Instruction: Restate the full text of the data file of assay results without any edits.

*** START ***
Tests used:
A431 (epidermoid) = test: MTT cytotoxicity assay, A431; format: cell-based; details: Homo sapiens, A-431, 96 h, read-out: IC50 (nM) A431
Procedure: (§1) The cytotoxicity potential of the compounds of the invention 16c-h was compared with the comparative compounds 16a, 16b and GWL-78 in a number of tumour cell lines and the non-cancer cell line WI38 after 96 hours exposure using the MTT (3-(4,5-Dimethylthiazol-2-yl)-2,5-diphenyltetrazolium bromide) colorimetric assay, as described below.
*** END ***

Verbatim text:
Tests used:
A431 (epidermoid) = test: MTT cytotoxicity assay, A431; format: cell-based; details: Homo sapiens, A-431, 96 h, read-out: IC50 (nM) A431
Procedure: (§1) The cytotoxicity potential of the compounds of the invention 16c-h was compared with the comparative compounds 16a, 16b and GWL-78 in a number of tumour cell lines and the non-cancer cell line WI38 after 96 hours exposure using the MTT (3-(4,5-Dimethylthiazol-2-yl)-2,5-diphenyltetrazolium bromide) colorimetric assay, as described below.